Hilbert’s methodological reflection has certainly shaped a new image of the axiomatic method. However, the discussion on the procedural character of the method is still open, with commentators subs... 

Some thirty years ago, two proposals were made concerning criteria for identity of proofs. Prawitz proposed to analyze identity of proofs in terms of the equivalence relation based on reduction to normal form in natural deduction. Lambek worked on a normalization proposal analogous to Prawitz's, based on reduction to cutfree form in sequent systems, but he also suggested understanding identity of proofs in terms of an equivalence relation based on generality, two derivations having the same generality if after generalizing maximally (...) 

Coherence is demonstrated for categories with binary products and sums, but without the terminal and the initial object, and without distribution. This coherence amounts to the existence of a faithful functor from a free category with binary products and sums to the category of relations on finite ordinals. This result is obtained with the help of prooftheoretic normalizing techniques. When the terminal object is present, coherence may still be proved if of binary sums we keep just their bifunctorial properties. It (...)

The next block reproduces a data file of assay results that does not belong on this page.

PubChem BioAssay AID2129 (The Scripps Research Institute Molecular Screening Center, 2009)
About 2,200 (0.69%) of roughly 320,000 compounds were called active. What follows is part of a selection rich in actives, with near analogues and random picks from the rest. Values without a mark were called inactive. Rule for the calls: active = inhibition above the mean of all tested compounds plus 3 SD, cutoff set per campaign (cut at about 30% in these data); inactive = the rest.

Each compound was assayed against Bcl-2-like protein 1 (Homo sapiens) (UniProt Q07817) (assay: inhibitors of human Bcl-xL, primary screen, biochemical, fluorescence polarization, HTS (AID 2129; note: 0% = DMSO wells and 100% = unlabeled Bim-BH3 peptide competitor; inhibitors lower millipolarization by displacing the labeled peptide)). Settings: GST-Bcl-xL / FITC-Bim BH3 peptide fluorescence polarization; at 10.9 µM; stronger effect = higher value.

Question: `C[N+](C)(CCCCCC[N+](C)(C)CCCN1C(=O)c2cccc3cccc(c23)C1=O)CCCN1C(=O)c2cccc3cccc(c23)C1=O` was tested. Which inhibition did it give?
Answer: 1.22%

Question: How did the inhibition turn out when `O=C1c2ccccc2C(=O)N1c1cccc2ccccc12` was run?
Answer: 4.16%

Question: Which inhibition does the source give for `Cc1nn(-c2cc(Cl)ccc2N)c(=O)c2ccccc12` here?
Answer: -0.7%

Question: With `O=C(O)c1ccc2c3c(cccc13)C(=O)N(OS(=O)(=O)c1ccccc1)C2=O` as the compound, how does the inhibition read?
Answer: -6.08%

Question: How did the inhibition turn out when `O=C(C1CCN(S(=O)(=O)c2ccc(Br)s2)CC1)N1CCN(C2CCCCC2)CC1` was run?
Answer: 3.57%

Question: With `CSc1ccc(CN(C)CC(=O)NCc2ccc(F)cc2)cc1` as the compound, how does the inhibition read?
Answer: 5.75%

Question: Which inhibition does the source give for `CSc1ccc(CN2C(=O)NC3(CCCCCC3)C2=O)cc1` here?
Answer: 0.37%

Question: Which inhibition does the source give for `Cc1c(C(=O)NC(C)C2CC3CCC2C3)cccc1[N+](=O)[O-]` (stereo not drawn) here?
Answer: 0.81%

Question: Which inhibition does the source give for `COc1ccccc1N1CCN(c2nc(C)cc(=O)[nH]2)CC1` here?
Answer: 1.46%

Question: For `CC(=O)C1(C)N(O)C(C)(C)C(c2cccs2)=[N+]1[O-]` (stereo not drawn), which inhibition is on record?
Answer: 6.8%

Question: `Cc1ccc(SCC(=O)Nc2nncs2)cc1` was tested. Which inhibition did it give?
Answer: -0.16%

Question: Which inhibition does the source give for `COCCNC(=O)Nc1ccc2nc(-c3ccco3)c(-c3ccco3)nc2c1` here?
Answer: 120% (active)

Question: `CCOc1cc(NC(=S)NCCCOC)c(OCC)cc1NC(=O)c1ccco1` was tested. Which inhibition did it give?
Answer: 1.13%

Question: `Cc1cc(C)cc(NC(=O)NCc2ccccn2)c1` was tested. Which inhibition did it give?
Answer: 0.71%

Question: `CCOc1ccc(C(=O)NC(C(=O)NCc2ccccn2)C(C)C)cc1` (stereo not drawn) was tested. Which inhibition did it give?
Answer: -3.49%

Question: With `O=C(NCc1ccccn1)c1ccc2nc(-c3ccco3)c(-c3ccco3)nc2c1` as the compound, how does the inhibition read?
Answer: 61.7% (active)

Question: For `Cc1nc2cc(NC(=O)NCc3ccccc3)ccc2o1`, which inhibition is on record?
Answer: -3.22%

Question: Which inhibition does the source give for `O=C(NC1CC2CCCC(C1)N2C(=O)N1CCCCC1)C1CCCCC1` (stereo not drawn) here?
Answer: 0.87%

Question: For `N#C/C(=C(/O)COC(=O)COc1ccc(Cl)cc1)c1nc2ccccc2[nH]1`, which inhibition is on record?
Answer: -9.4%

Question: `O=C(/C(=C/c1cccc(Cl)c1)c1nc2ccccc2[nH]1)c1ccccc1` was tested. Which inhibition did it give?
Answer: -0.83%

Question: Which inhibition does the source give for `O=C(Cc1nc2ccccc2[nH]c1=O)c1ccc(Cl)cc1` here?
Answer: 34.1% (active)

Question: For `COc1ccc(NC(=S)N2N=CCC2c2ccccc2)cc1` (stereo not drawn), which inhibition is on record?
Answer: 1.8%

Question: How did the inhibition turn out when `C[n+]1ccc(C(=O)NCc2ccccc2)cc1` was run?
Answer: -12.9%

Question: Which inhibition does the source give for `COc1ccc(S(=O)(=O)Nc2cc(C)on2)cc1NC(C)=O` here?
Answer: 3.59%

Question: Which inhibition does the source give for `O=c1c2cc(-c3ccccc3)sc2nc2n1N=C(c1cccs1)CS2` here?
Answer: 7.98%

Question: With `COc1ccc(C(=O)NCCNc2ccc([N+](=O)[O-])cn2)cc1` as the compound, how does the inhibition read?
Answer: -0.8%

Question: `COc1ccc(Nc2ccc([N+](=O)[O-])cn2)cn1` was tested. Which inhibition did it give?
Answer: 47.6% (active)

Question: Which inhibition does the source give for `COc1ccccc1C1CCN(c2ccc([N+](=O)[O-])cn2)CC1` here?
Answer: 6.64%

Church's Thesis asserts that the only numeric functions that can be calculated by effective means are the recursive ones, which are the same, extensionally, as the Turingcomputable numeric functions. The Abstract State Machine Theorem states that every classical algorithm is behaviorally equivalent to an abstract state machine. This theorem presupposes three natural postulates about algorithmic computation. Here, we show that augmenting those postulates with an additional requirement regarding basic operations gives a natural axiomatization of computability and a proof of Church's (...)